So they do today. Yet again, something slouches towards Bethlehem. Today's art world is highly individualized, but young artists are once again turning their gaze ever more outwards, to the disturbing circumstances that are advancing towards us. We find their work, their view, their anticipation important. It must therefore be shown.


“Those who cannot remember the past are condemned to repeat it.”

    - George Santayana

With work by Aathmigan, Davide Zulli, Denys Shantar, Dilum Coppens, Ernest Bessems

Florian Model, George Stamenov, Justine Cappelle, Katya Granova, Luis Chenche, Matthias De Wolf, Paulius Sliaupa & Penny Hallas.

Music by Mike Frison.




31 October - 5 November 2021

11% of art acquired by the top museums for their permanent collections was by women. 78% of galleries represent more men than women. 27% of living contemporary artists in the Tate Collection are women.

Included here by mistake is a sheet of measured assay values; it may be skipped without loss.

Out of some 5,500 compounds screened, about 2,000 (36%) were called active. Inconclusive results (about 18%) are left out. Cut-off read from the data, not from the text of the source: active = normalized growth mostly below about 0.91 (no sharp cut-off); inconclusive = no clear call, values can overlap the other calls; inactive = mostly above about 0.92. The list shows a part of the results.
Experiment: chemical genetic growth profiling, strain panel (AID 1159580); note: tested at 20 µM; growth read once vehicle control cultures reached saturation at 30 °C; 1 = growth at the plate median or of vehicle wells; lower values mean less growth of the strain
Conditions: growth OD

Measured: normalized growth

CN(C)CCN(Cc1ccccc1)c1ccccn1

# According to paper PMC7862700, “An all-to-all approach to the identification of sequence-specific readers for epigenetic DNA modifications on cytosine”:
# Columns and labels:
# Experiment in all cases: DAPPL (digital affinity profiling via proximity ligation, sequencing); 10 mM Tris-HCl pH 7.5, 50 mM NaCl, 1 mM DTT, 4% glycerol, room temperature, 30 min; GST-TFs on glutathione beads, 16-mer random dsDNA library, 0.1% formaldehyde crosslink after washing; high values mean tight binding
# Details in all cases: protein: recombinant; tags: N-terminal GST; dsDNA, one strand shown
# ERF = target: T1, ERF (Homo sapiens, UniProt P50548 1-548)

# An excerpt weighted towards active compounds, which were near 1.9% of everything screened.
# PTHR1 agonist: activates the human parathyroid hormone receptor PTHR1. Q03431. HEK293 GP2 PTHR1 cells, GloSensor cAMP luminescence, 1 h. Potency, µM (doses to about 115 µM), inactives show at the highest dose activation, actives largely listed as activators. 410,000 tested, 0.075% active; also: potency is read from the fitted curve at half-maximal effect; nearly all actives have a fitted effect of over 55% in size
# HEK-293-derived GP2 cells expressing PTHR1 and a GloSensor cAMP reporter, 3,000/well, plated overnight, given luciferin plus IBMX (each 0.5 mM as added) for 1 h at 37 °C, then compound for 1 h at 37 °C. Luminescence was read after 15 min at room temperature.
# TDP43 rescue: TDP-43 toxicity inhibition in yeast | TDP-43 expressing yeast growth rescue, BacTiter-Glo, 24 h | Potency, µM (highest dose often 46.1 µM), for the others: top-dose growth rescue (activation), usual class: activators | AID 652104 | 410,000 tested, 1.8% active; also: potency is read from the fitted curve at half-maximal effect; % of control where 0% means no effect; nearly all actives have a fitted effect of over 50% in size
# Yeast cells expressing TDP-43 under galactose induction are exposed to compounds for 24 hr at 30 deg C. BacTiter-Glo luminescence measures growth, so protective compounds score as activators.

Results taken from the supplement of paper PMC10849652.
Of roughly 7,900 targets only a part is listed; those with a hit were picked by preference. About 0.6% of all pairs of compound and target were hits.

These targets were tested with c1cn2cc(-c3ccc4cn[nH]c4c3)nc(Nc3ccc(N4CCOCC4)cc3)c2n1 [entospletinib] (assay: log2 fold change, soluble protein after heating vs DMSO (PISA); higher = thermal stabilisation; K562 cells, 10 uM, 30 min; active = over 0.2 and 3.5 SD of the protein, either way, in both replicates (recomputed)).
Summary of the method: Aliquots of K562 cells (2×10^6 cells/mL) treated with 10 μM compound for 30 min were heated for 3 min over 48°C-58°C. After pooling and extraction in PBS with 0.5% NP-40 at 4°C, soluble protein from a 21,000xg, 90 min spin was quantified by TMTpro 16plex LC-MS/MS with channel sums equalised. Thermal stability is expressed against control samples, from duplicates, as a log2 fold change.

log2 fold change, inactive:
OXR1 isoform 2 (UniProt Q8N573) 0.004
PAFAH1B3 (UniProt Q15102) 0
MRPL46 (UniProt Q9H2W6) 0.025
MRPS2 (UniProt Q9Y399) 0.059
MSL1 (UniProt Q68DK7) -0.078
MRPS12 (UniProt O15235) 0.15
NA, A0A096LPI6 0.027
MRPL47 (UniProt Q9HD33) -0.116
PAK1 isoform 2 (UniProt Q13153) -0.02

In 2021, women’s voices are still underrepresented. 


This issue is felt further than simple statistics. Sandra Meilunaite, curator of and artist in our new exhibition BruocsellA, saw that the Fine Arts department she studied at was filled with mostly women students when she started out. But when it became time to graduate, the ratio of men was higher than ever. And even after attaining a degree, women are pushed to the sidelines.


K.L.8 has always striven for an equal approach to their representation of artists. But we have to go further and work towards an equitable approach. 

BruocsellA will give a voice solely to women working and/or living in Brussels. The original name of Brussels, namely Bruocsella, proves with its -a declension that Brussels was female from the beginning. 


But BruocsellA wants to go beyond the idea of women's rights. It is not meant to show that women are forgotten or “in a weaker position”. Women are more than social issues. BruocsellA focuses on the quality and subject of the artists, which goes beyond one issue. The curation leaves gender aside and focuses on the work itself and its strength in any capacity or context. Women are more than the obstacles they overcome. They are as complete as any human being, and their strength shows in the caliber and diversity of their work.

With work by Bo Vloors, Chloé Van Oost, Ilke Cop, Ines Thora, Justine Cappelle, Luth Lea Rose, Marjolein Guldentops, Mariia Dergacheva, Set Chevallier, Sofia Druzhinina, Sandra Meilūnaitė & Yasmine Jai.